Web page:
To say that I was not a friend of Alexander McQueen's would be stating the truth. He certainly didn't like me. It’s interesting that both writers have quoted his outburst about me, which, many years later, still amuses me. The problem was simple. I believed that Galliano's contribution to dress was much stronger and potentially longer lasting than that of McQueen. And I still do. I never agreed with my colleagues about McQueen's bumsters. To me, the look was nothing more than a cheap trick to shock — McQueen was always good at publicity, including reinventing key moments in his life — and I said what I felt, which, as we know from recent spats between critics and creators, is seldom forgiven or forgotten.
I consider it a great flaw in both books that, due to her untimely death, we are not able to know what Isabella Blow would have said to the authors. After all, once he was established, McQueen liked less and less to hear that Isabella had found and made him, although it was true. He effectively deserted her, forgetting the publicity he gained at the outset of his career when she bought his entire first collection, paying for it as and when she could. But, for the early years of their relationship, they were like Babes in the Woods, little children, supporting, helping and learning from each other. When that relationship cooled, the gifts of clothes to borrow or keep tailed off too, a very short-sighted thing for McQueen to do. Isabella looked marvellous in his tailored suits. When she and I walked around London, it was her hats that attracted the attention. But, in Paris, where I often feel every other person on the street is a fashion expert, it was always the clothes — especially a green leather McQueen suit, which was simply a marvellous piece of cutting — that caught people’s eyes. McQueen's clothes gave a much-needed boost to her delicately balanced self-esteem. She was hurt and humiliated by McQueen’s decision, which, after her suicide, I am sure he would have gladly changed, if he could have.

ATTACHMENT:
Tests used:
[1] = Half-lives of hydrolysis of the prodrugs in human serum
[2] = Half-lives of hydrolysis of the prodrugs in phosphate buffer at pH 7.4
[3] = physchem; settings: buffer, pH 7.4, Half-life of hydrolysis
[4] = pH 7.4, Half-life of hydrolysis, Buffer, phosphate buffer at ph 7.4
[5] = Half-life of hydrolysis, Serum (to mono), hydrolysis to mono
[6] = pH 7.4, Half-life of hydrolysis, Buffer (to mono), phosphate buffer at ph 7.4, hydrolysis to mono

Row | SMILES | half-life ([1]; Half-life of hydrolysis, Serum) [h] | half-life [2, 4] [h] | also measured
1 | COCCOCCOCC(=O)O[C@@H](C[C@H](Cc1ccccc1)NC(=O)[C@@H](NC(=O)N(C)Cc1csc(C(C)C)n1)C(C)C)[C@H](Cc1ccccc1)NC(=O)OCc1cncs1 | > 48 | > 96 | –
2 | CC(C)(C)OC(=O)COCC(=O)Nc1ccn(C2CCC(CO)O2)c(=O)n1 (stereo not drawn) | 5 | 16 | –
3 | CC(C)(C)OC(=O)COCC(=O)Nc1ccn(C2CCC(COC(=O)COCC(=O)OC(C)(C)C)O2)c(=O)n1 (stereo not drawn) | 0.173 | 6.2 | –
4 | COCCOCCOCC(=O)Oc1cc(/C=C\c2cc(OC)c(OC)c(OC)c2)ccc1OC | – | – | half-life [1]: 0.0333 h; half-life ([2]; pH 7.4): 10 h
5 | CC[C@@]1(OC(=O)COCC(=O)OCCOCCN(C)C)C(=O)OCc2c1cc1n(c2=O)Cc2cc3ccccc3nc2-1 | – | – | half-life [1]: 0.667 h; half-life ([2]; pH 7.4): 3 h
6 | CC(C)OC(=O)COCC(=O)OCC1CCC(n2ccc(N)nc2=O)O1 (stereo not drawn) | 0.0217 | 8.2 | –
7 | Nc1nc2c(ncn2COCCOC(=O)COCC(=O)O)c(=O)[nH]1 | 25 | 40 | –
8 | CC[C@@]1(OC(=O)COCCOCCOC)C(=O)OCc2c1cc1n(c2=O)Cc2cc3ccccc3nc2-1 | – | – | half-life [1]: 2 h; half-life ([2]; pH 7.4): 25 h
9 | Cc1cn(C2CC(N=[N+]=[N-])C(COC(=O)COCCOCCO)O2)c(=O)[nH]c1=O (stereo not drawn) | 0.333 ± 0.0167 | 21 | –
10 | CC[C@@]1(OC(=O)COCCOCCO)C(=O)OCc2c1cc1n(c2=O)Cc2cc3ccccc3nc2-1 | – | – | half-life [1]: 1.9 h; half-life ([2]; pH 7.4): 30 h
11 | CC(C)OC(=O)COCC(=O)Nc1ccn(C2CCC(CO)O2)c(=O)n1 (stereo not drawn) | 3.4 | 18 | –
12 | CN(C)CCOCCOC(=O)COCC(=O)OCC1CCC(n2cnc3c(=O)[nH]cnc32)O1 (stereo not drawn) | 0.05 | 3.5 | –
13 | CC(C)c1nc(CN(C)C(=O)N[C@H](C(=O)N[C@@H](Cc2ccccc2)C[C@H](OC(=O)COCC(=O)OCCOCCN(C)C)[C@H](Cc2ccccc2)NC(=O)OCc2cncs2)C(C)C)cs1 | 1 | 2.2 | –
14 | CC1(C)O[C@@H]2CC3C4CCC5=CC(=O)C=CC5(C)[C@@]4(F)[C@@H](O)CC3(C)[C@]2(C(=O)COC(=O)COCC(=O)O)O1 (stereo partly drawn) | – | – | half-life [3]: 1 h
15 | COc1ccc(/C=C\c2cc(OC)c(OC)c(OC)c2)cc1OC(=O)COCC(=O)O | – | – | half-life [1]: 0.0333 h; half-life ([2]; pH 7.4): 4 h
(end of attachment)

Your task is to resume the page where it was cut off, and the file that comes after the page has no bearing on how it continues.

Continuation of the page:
But returning to the books, Thomas and Wilson have both provided a broader service by explaining so much of the inner worlds of Galliano and McQueen that the general reader will surely come to the end of both books with a heavy sigh for the terrible price we have forced these individuals to pay in the ruthlessly competitive world of high fashion. It is not an accident that the fashion world is known as “Planet Fashion.” It is a sort of parallel universe, with very different rules, attitudes and, indeed, morals. There is only one imperative: to make money each season and to make more the next. The pressure on designers is relentless. Like hamsters, they must peddle faster and faster until all their creativity is spent. As the couturier Cristóbal Balenciaga said when he closed his business, “It is a dog's life,” though, sadly, neither author seriously addresses this.
For those who want to try and understand the emotional and intellectual pressures that bedevil young designers, barely trained for the crucial roles they take on when appointed creative director of a major fashion house, there is a third book which should be read in conjunction with the two under review. Published in 2003, Fashion at the Edge: Spectacle, Modernity and Deathliness, by the highly respected writer and academic Caroline Evans, is a tightly reasoned yet engrossing examination of everything dark and decadent in modern fashion and our collective need to follow the demons that often come with extreme creativity and strike a chord in so many of us. Certainly, a pretty frock is no longer enough. We want the dark side of the avant-garde.